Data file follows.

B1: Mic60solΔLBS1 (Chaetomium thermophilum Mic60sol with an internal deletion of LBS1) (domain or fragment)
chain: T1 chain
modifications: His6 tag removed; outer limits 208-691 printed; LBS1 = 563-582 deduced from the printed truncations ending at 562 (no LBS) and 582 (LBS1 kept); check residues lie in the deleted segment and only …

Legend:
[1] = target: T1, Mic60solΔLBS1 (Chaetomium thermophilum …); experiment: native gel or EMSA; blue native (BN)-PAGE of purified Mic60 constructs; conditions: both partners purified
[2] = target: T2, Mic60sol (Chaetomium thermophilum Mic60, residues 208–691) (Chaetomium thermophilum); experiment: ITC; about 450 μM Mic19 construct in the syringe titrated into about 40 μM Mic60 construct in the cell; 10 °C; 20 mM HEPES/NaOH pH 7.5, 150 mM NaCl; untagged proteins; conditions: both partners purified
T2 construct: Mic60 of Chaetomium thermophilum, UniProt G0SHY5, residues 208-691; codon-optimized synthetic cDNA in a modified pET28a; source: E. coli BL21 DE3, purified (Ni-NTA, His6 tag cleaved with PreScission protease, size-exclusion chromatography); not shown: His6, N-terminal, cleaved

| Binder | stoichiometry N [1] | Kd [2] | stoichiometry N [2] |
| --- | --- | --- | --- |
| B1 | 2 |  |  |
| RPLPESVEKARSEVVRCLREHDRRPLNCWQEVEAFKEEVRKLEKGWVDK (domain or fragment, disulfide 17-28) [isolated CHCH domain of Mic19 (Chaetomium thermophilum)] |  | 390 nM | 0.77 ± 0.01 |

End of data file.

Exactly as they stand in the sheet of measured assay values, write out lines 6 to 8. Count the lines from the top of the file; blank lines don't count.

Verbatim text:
[2] = target: T2, Mic60sol (Chaetomium thermophilum Mic60, residues 208–691) (Chaetomium thermophilum); experiment: ITC; about 450 μM Mic19 construct in the syringe titrated into about 40 μM Mic60 construct in the cell; 10 °C; 20 mM HEPES/NaOH pH 7.5, 150 mM NaCl; untagged proteins; conditions: both partners purified
T2 construct: Mic60 of Chaetomium thermophilum, UniProt G0SHY5, residues 208-691; codon-optimized synthetic cDNA in a modified pET28a; source: E. coli BL21 DE3, purified (Ni-NTA, His6 tag cleaved with PreScission protease, size-exclusion chromatography); not shown: His6, N-terminal, cleaved

| Binder | stoichiometry N [1] | Kd [2] | stoichiometry N [2] |